White House Decision Center Celebrates First Anniversary.
White House Decision Center at the Truman Presidential Museum & Library
The new White House Decision Center (WHDC) at the Truman Presidential Museum and Library celebrated its first anniversary on October 15. It's like a laboratory of history in which students learn by using their analytical skills to understand a real situation, their problem solving and decision making skills to help resolve a crisis or problem, their communication skills to advocate their points of view and convey their ideas to one another and to a pool of skeptical reporters during a press conference.
" The best day's learning they had all year."
More than 4,400 students have already registered for the coming year. The director of the White House Decision Center, Tom Heuertz, is planning for many more. "I think we're going to have over 5,000 students this year," he said. "This program has been very well received by teachers and students, and I think it will grow until we're essentially full." Heuertz has been especially pleased by the positive response by teachers to the WHDC program. "One teacher told me that her students' day at the WHDC was the best day's learning they had all year."
"We'd like to help every student in the region learn something important about their country and about themselves."
Dr. Mike Devine, the director of the Truman Museum, looks forward to the day when the WHDC is booked to capacity. "The Truman Library Institute built this center so that we could educate the young people in this region about history and government and about all the things-the research skills, the broad intellectual training, the communication skills-that a study of history and government imparts. We'd like to help every student in the region learn something important about their country and about themselves. I love it when someone says, 'No child will be left behind.' That's the vision we want for the White House Decision Center."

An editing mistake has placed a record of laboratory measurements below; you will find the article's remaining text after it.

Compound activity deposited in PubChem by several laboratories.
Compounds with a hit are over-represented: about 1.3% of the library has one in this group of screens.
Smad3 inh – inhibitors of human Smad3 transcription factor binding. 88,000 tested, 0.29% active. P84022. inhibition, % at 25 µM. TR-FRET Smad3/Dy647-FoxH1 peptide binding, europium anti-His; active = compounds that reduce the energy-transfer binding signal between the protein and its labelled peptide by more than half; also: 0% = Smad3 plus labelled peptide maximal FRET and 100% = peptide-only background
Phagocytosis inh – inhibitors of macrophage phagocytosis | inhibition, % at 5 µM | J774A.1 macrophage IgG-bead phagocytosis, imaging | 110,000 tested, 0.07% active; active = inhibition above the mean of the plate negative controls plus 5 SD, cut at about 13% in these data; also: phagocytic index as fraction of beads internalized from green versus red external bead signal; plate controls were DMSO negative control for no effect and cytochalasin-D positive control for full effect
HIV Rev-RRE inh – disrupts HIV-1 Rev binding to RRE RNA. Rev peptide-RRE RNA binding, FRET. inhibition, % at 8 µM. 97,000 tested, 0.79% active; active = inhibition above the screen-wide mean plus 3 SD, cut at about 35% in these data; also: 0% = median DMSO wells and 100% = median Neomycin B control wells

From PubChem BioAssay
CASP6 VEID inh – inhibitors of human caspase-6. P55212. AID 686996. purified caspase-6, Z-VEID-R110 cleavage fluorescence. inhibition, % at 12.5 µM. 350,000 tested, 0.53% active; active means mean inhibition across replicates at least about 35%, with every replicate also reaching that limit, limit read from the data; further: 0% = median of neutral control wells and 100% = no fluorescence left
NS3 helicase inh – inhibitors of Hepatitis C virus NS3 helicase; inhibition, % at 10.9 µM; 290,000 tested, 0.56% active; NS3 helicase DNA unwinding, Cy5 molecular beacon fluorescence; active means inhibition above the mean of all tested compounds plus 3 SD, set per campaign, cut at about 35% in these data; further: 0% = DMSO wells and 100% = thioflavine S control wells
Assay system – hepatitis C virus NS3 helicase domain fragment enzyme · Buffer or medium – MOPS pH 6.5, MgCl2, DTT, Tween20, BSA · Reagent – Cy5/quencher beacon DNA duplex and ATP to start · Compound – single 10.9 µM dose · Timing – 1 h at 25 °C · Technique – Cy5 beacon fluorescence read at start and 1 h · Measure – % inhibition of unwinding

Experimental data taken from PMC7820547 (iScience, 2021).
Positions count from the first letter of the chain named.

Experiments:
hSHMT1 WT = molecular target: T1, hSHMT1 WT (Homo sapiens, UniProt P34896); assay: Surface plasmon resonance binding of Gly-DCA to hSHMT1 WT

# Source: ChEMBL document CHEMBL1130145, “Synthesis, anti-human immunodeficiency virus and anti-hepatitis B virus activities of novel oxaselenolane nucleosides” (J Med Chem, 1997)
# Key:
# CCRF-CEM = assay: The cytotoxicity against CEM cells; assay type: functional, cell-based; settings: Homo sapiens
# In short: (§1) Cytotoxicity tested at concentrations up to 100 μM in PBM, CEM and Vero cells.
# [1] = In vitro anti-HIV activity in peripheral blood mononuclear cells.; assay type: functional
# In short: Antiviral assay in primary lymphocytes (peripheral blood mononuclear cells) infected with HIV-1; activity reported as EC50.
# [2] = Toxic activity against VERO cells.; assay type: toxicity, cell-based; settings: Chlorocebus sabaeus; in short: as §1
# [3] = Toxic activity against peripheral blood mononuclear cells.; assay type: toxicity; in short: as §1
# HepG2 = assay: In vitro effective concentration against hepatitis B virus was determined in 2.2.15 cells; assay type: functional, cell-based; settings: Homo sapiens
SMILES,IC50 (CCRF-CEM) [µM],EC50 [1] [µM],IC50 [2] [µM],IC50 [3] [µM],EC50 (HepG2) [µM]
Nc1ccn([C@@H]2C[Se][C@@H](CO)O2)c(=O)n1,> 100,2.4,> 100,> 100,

The White House Decision Center curriculum is intended for students in grades 8 through 12. The decision scenarios currently available focus on the Berlin blockade crisis, the desegregation of the armed forces, and the outbreak of the Korean War. The White House Decision Center program includes preparation work in the classroom and a school day spent at the center.
For further information, contact Tom Heuertz (816-268-8200 , ext. 253) or Ray Geselbracht (816-268-8200 , ext. 263), or visit www.trumanlibrary.org.